“Maybe the battle of the sexes would end,” Dave yells, bounding out on stage at his Edinburgh Fringe venue, “if women stopped being such bitches.” He locks eyes with a woman in the front row and waits for things to become very uncomfortable.
“Nah, nah,” he says. It’s all good fun.
But it’s more than that, because Dave isn’t just the worst Australian comedian you’ve never heard of. Instead he’s the creation of Zoe Coombs Marr, an Australian comedian who has been taking the international comedy circuit by storm.
For Coombs Marr, Dave is a “loveable idiot” and “endearing while being everything you hate”. She tells me the character started as a joke during tech rehearsals for her earlier stand up shows, an imitation of the worst elements of the blokey Australian comedian intended purely to make her producer laugh.
Things escalated when her producer dared her to do a full hour as Dave, which was such a terrifying prospect that she couldn’t say no. This resulted in the 2015 show Dave, a precursor to this year’s Trigger Warning, which won the 2016 Barry Award for Best Show at the Melbourne International Comedy Festival and was nominated for the lastminute.com Edinburgh Comedy Award, two of the top prizes in the world of comedy. Far from a private joke, Dave is now a comedy phenomenon.
On stage, Dave is desperate to be liked by his audience but refuses to give in to the ‘feminazis’ and ‘Jezebels’ he feels have destroyed his career. Because of their politically correct complaints he’s no longer allowed to do the classically offensive and in-your-face stand up material he loves so much; instead, he’s had to turn to clowning, including a stint training in Paris at an internationally-acclaimed clowning school.
For those unfamiliar, this school really exists. Emma Thompson and Sacha Baron Cohen – yes, the man better known as Borat and Ali G – have trained there, among others. As Dave remarks on how he got accepted, “You don’t have to audition, you just have to pay.”
Sexism in Comedy
When I ask Coombs Marr why she took on the idea of clowning for this show, she says she noticed that clowns were taking on some elements of the wider comedy world.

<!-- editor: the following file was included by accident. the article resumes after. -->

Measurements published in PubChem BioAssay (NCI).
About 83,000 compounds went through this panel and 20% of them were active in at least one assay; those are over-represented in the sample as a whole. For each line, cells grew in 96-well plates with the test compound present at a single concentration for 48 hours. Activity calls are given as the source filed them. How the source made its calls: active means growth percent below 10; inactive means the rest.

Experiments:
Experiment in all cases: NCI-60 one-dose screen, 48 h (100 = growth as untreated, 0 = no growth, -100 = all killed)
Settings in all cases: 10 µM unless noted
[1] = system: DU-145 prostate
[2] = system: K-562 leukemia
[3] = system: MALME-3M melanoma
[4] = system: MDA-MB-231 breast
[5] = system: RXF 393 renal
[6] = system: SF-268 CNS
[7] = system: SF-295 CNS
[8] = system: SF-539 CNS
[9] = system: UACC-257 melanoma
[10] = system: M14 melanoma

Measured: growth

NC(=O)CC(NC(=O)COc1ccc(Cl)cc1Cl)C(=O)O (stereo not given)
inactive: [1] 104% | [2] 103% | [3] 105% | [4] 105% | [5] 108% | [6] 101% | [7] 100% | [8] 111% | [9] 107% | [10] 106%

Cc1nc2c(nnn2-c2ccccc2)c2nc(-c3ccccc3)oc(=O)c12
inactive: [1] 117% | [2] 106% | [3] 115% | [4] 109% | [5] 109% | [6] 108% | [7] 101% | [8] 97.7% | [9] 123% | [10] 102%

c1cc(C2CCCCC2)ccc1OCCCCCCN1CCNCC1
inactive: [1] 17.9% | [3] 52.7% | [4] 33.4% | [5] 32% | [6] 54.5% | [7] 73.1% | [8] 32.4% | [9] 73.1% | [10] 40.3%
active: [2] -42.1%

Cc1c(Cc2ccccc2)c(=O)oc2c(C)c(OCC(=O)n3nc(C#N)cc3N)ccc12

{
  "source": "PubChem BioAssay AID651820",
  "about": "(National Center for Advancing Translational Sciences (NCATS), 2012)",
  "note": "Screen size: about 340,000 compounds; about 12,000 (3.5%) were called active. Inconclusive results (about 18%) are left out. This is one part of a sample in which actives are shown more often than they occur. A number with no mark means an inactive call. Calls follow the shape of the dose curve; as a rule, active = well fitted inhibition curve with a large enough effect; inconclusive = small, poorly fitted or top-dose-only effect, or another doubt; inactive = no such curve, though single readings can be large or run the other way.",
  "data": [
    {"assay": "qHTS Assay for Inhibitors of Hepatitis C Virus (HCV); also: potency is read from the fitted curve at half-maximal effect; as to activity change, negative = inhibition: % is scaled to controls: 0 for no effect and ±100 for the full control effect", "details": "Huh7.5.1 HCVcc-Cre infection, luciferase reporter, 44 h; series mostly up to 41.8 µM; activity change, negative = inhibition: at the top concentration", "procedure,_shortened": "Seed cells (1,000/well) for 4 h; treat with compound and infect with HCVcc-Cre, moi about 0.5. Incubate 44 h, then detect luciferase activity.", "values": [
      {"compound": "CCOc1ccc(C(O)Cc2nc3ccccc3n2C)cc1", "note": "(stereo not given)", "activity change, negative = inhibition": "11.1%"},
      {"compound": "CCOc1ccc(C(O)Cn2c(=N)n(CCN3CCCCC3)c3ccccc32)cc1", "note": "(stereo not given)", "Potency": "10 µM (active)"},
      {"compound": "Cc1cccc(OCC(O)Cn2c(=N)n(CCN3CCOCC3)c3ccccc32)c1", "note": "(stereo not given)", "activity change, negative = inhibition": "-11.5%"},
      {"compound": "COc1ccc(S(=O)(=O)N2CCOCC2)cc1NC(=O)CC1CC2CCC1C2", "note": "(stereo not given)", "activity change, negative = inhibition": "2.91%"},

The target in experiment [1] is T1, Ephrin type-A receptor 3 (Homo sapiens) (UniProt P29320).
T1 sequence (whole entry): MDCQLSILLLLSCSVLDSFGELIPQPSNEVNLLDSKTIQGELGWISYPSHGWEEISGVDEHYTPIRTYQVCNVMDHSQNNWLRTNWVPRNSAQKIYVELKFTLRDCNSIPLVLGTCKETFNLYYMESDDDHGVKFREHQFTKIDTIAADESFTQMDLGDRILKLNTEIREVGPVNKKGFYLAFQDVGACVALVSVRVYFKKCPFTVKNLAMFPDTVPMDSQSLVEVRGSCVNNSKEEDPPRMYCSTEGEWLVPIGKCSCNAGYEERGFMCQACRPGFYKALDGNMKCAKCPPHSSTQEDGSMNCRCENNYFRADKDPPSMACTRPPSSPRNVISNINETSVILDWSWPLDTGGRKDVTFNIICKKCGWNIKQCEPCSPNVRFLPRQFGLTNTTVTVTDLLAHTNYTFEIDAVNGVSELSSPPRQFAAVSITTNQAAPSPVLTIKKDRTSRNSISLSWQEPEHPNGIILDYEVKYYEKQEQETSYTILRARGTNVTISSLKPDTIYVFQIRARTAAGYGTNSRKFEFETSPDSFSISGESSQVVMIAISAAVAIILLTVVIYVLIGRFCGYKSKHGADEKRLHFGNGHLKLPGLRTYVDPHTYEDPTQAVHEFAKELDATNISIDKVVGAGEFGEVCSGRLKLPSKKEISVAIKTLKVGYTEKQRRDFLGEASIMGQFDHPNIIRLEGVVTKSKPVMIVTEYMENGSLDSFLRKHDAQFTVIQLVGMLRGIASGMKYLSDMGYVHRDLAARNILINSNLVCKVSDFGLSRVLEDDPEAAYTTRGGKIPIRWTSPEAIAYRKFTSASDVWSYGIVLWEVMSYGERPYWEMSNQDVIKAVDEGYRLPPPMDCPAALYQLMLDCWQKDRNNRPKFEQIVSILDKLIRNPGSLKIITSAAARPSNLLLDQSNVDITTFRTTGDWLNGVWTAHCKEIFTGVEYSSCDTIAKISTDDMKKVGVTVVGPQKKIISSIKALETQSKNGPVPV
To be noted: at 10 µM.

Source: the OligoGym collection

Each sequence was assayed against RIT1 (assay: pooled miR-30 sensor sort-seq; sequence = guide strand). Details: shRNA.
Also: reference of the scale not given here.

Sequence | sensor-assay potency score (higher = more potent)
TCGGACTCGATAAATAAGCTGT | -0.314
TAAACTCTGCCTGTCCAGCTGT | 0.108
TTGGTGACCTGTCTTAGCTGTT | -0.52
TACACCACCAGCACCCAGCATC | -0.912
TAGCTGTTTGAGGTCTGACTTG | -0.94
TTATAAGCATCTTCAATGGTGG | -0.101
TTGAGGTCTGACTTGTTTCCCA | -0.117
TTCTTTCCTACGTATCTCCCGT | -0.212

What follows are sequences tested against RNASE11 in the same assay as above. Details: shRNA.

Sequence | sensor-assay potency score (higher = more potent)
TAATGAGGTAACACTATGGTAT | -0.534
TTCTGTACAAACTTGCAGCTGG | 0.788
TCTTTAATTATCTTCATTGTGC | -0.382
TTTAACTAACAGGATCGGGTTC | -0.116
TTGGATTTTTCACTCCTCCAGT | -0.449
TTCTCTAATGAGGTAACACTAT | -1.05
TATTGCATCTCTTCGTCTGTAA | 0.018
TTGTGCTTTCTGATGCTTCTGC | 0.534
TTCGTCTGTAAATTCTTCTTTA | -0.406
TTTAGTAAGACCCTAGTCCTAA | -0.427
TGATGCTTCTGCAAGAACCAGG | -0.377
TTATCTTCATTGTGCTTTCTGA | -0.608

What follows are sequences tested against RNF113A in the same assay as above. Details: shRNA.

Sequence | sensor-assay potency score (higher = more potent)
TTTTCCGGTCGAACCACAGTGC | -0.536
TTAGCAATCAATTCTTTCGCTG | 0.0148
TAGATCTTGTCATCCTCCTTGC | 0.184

“Comedy is a reflection of society, so if there’s sexism in society that’ll be reflected in comedy,” she says. Clowning, what she sees as becoming a trend, almost a fad, among comedians, is no exception. While watching it, you can see, “this guy’s silent, but he’s still also being kind of a jerk.”
Forcing Dave to use clowning and mime was a way to stretch the character, though it should go without saying that Dave is terrible at these techniques in every conceivable way. This ranges from confused shrugging to the Amélie soundtrack to some of the least imaginative uses for a banana I’ve ever seen.
Through the use of clowning and character to comment on sexism, Coombs Marr believes the show ends up “a particularly great experience for someone just like me,” but one she hopes goes beyond in-jokes to bring these ideas to a wider audience.
From Australia to the UK
Dave is an incredibly Australian character—his “yeah, nah”s, his love of “the ladies”, his inexplicable yet irrepressible self-belief. Even his name was influenced by the proliferation of Daves in Australian comedy.
This is no joke: when Coombs Marr first performed as Dave at the Melbourne comedy festival, her show was listed on a special page (in an A to Z guide) for shows by comedians called Dave.
Coombs Marr acknowledges that Dave is in some ways specific to Australia, if only because she has more knowledge of the Australian circuit, but he does seem to translate. While Australia can seem more unapologetic and blunt, she believes that the go-to throwback punchline, “take my wife”, comes in different guises internationally.
Judging by the success of Trigger Warning, Coombs Marr seems to have been proven right about the universality of these ideas, with Dave and his incompetent clowning the perfect vehicle to drive them home.
Her upcoming work involves a few theatre projects, as at the moment she’s getting close to ‘Dave overload’. That said, she admits that if she goes too long without him she does start to miss him. Her girlfriend comments, “me too.”
Zoe Coombs Marr: Trigger Warning is showing at Soho Theatre in London from 30 August to 10 September.
Scott Limbrick - @ScottLimbrick